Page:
DMJ – Shallow Cuts: the geological sectioning of Newcastle, NSW

Michael Chapman

Michael Chapman, Section (North South) of Newcastle, New South Wales, 2019. Courtesy of the author.

This paper charts the emergence of the drawn section as a mode of documenting geological time and physical space. This is specifically mapped in the Antipodean context of colonisation, where vital resources underneath the ground were mediated with strategic ambitions above. The relatively small period in the history of the Earth during which coal seams were formed—the permo-carboniferous period—laid down the resources that enabled colonial processes of industrialisation and whose exploitation led to the era we now identify as the Anthropocene. As a mode of drawing, the geological section offered an affront to the machinations of horizontal modernist planning, documenting the ambitions of colonial extraction and recasting the relationship between the ground, the surface and its recent history.

Newcastle, on the east coast of Australia, is one of the largest coal-exporting cities in the world. From the arrival of colonial forces in Australia, the coal seams that lie beneath the city and the region have shaped all aspects of the city’s urban development. Sectional drawings have provided an important artefact of this colonial history, not only documenting the competing forces between the ground and surface, but mapping the contradictions and ambitions that emerge in processes of resource exploitation. As the primary industrial and mining hub for Sydney throughout the 19th and the early 20th centuries, the paper argues that this sectioning of the geological crust in the Newcastle context is an important moment in the scholarship of architectural drawing and establishes a significant industrial and environmental context for architectural representation generally, and the section specifically.

Using examples from the 19th and 20th centuries, the paper explores the capacity of the drawn section to engage with the contradictions of urban and industrial forces upon the landscape. There is an inherently architectural mode of drawing that evolved out of the advent of industrialisation, primarily during the era of colonisation in the Antipodes. Edgeworth David, as a student of Ruskin and pioneer of the geology of the Australian continent, used geological sections to extensively map the terrain and potential of Newcastle and the Hunter Valley. Framed by broader paradigms in ‘aesthetic geology’ and architectural representation, these drawings became the foundation for the geological understanding of the city and region as well as a part of its collective memory and imagination.

As the economic relevance of coal currently fades because of its destructive environmental and spatial consequences, these architectural sections mark a rare moment where geological time and anthropocentric time intersect. As slices through over 300 million years of history, geological sections provide a visual representation of vast durations of time and activity but at the scale of the human and the city. These drawings offer a mode of documentation and extraction that replicates the physical processes of mining and situates the commodity of coal in relationship to the surface, and the present. They also offer a point of reflection and relativity from which to reassess this turbulent moment in the earth’s crust and the holes it has left behind.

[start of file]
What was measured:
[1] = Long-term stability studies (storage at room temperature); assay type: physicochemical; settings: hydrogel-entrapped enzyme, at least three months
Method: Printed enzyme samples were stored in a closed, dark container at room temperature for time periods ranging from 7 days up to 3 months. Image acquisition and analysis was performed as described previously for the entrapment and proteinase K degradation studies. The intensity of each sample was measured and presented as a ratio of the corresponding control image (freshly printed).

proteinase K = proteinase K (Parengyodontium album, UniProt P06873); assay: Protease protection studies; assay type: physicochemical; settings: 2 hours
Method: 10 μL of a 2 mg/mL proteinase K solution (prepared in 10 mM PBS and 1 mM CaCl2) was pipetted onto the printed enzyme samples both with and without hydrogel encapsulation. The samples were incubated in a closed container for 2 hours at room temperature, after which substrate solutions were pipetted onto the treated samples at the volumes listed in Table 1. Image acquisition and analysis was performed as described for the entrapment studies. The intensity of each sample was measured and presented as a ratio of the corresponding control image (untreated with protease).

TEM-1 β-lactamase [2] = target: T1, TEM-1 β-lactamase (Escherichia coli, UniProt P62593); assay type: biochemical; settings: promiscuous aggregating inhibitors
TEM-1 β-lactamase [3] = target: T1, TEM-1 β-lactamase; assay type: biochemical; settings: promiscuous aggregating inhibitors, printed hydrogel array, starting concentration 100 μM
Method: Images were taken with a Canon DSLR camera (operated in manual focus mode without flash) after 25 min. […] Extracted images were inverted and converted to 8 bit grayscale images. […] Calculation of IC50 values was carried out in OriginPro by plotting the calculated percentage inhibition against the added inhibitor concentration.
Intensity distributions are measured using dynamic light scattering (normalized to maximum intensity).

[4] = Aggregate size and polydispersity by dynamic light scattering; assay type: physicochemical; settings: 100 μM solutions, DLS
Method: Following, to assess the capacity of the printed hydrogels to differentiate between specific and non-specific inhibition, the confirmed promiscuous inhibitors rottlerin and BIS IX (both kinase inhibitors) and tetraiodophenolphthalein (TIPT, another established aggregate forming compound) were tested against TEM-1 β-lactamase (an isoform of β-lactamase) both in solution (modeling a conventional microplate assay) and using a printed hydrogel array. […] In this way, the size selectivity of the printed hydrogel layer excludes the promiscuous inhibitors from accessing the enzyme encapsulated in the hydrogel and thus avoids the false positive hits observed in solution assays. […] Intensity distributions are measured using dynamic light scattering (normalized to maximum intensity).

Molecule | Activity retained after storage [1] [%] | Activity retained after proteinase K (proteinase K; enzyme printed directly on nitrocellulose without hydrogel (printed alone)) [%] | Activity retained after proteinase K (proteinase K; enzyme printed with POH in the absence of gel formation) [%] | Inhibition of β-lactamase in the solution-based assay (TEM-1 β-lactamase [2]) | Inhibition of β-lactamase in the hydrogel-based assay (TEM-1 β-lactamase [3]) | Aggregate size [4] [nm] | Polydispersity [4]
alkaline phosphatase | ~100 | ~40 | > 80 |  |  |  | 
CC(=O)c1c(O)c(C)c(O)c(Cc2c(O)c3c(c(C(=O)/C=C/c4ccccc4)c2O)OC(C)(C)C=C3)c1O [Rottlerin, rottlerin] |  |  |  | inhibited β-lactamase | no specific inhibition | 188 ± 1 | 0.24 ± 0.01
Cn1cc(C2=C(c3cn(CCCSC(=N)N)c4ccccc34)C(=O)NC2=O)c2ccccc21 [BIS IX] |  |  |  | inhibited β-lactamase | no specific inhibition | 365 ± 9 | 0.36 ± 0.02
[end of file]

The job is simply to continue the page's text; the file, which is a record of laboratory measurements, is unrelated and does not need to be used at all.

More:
DMJournal–Architecture and Representation
No. 1: The Geological Imagination
Edited by Mark Dorrian and Kurt Forster
ISSN 2753-5010 (Online)
ISBN 978-1-9161522-3-6

About the author

Michael Chapman is a Professor of Architecture in Newcastle, Australia. He has researched and written widely on all aspects of architectural drawing and its scholarship as well as industrialisation and its relationship to urbanisation and architecture. He is the co-author of ‘Residue: Architecture as a Condition of Loss’ (Melbourne: RMIT Press, 2007) and has published journal articles in ARQ, Interstices, Fabrications, CENTER and IDEA. As well as his scholarly research, he has exhibited and published his architectural drawing projects widely, including at the State Library of NSW, the Melbourne Museum, Tin Sheds Gallery in Sydney and the Venice Architecture Biennale. He is currently completing his second PhD in creative practice at RMIT, focusing on the fictional architecture of fictional architects whose first name is Michael.

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